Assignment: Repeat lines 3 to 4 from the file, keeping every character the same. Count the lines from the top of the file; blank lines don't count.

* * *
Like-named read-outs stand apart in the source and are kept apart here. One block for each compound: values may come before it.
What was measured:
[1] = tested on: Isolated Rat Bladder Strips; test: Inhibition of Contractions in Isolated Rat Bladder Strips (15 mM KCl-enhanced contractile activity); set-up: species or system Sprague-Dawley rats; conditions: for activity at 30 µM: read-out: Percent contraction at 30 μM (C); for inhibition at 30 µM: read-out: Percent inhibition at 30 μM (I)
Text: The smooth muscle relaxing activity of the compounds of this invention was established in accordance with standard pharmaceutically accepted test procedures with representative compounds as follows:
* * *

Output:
[1] = tested on: Isolated Rat Bladder Strips; test: Inhibition of Contractions in Isolated Rat Bladder Strips (15 mM KCl-enhanced contractile activity); set-up: species or system Sprague-Dawley rats; conditions: for activity at 30 µM: read-out: Percent contraction at 30 μM (C); for inhibition at 30 µM: read-out: Percent inhibition at 30 μM (I)
Text: The smooth muscle relaxing activity of the compounds of this invention was established in accordance with standard pharmaceutically accepted test procedures with representative compounds as follows: